One will of course do better by over rotating like this,

 

post-18231-0-25949300-1406271669_thumb.jpg

 

Which is dead easy to do, the controls already being there and available, but you have to fit and use them, and also remember to adjust. Hardly worth the effort if just cruising, but a definite improvement if racing.

 

Both of the above however, are way ahead of a fixed mast:

 

post-18231-0-72782100-1406271649_thumb.jpg

Meanwhile, and getting a bit annoying for those of us suffering through a New Zealand winter:

 

post-18231-0-45783100-1406272880_thumb.jpg

Photo just in from Peter Hacket who has been doing a bit of single-handing and writes:

I again fired the main and anchored against the Moreton Sandhills in a foot of water to give

her a wash all over. With a simple bridle just pulling to starboard beam with a rolling hitch, the

boat sat nicely in 5-10 knots offshore for an hour while I had lunch. This is a very convenient

mode of parking at a beach or in between races, effortless and nice to unload the rig

without pulling main down for quick stops.

 

Ian Farrier

 

Farrier Marine

Designs that work

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Please excuse my ignorance, I live far away from the Corsair and Farrier factories.

Could you please tell a bit more what things exactly are bad in Corsair land ?

 

 

Hmmm….sounds like someone sure is desperate - I had heard things were bad, but not that bad.

 

Ian Farrier

 

 

From the bit I understand from your numerous posts, I assume that the answer will be more than rumours, and be backed up by facts as it should be.

 

I don't mean to flame, I am seriously interested in the answer.

 

BTW, I truly appreciate the discussion about the experience with the first production F-22. Seems to be a fantastic boat. Any cruising related experience, sleeping on/in the boat etc ?

 

thanks much

 

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You have good eyes mate, and your love of rotation would come from the awesome F24 that I regretted selling also until I fell more in love with the F27!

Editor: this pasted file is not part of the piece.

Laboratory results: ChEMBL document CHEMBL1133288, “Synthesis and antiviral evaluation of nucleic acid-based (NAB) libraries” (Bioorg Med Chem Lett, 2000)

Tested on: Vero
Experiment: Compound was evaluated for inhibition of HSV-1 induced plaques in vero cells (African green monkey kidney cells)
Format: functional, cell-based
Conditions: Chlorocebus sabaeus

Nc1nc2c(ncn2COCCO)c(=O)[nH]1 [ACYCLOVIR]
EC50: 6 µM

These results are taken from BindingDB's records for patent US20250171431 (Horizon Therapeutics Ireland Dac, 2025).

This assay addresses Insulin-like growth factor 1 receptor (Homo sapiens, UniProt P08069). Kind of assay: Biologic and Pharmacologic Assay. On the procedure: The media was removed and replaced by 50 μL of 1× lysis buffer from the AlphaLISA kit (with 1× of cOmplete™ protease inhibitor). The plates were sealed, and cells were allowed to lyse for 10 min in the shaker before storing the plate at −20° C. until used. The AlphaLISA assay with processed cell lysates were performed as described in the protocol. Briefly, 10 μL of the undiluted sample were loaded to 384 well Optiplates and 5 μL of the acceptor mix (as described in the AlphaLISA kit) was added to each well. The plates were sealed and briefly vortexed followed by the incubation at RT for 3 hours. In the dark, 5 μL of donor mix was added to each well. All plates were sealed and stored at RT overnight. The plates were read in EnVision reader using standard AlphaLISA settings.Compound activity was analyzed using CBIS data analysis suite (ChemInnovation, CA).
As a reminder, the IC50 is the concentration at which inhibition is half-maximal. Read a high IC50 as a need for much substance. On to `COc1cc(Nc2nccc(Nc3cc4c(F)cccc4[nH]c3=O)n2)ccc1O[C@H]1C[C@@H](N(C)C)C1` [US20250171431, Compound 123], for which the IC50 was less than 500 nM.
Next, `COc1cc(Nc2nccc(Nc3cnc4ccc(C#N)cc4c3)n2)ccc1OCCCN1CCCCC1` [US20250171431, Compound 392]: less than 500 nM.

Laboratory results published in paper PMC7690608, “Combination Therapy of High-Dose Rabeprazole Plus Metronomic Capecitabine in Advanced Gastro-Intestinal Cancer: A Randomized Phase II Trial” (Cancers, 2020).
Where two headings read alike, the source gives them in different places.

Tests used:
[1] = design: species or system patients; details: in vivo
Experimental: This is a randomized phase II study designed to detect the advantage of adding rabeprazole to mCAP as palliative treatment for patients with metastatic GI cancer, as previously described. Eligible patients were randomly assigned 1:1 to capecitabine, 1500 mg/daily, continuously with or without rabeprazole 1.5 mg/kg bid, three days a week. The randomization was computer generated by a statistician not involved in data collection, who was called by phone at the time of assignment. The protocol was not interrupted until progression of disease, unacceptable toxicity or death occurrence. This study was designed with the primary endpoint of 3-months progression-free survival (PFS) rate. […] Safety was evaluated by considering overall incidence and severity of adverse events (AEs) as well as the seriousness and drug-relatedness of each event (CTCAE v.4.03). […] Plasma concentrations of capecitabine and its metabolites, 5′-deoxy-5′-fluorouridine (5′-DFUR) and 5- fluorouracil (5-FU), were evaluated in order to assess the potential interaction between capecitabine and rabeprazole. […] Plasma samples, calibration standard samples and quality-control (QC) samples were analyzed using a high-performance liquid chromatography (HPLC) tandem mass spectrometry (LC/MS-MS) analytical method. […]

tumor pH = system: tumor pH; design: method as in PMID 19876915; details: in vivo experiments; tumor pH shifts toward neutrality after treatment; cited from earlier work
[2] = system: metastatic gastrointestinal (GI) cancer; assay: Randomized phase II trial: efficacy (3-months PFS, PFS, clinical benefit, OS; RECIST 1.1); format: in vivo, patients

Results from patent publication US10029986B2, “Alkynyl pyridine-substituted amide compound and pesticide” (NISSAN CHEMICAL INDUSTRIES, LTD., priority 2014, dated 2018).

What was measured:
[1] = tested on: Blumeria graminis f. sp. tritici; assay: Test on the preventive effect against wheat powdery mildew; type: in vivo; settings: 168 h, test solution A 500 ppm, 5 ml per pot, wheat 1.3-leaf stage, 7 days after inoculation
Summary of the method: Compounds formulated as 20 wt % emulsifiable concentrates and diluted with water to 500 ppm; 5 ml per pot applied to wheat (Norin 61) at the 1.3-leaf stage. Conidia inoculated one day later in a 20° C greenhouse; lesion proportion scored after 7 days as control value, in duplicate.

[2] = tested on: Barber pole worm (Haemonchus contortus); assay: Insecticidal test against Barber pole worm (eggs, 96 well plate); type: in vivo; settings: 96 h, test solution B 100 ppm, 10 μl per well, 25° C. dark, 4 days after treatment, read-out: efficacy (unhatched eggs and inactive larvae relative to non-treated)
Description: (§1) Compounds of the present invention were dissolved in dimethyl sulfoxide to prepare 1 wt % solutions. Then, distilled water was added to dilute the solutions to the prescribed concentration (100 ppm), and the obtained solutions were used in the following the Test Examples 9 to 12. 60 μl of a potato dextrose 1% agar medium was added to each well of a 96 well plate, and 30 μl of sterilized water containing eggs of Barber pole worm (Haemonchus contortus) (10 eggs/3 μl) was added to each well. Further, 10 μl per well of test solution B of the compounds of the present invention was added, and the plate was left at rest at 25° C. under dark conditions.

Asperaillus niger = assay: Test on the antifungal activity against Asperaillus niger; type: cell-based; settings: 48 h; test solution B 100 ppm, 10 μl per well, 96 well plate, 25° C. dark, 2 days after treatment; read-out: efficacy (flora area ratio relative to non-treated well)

What you are seeing is correct, but magnified by the big white wing mast. The 24 (and others) mast rotated easily due to the boom forward forces and was then reduced by the boom mounted rotation control. On the boomless 22 we have a new dynamic that is still being tweaked. We have a few forces now working against the rotation with a flat mainsail that is great when it blows, and no boom pushing rotation into the system. Even when I move the "outhaul" to the most aft point there is not enough power low down (yet) in the main to allow easy rotation. We have split positive rotation controls and in the video I think they were locked off. The trouble we have found so far is that forcing more rotation flattens the sail even more. I won't tell you how bad the wing looks if someone forgets to release the rotation in a tack. That is why I have left weak and fusible double braid on the rotator.

Working on the geometry as we speak/type.

 

 

Peter

Would a boom fix the rotation control issue?

Certainly the boom geometry if set up properly in the first place makes promoting rotation easier than I currently have. But then with that system if you are dumping main and letting traveller right out you get too much rotation when it would be nice to pull it back towards the centre. In such cases deck mounted positive and negative controls are very nice. I just think our geometry is not perfect yet. I also think this is part of the development of the boomless rig which is very early days compared to the amount of development of the traditional boom and all of those nuances including roller furling, roller reefing, in boom furling, wide booms, deep booms, wishbone booms, sonic booms,...

The jury is still out but so far our honest assessment of the current boomless rig 10/10 for cruising and 9/10 for racing, but watch this space!

 

Peter

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Pete , once you get the geometry set up , the rotation will automatically find it's sweet spot upwind , down wind you will probably need to induce rotation, sailing nacra 5.8's for 10+years I can attest to this setup working fine . The reefing may throw a spanner in this works , not sure if the geometry will be the same , would love to have a good look over your boat.

 

Jay.

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Please excuse my ignorance, I live far away from the Corsair and Farrier factories.

Could you please tell a bit more what things exactly are bad in Corsair land ?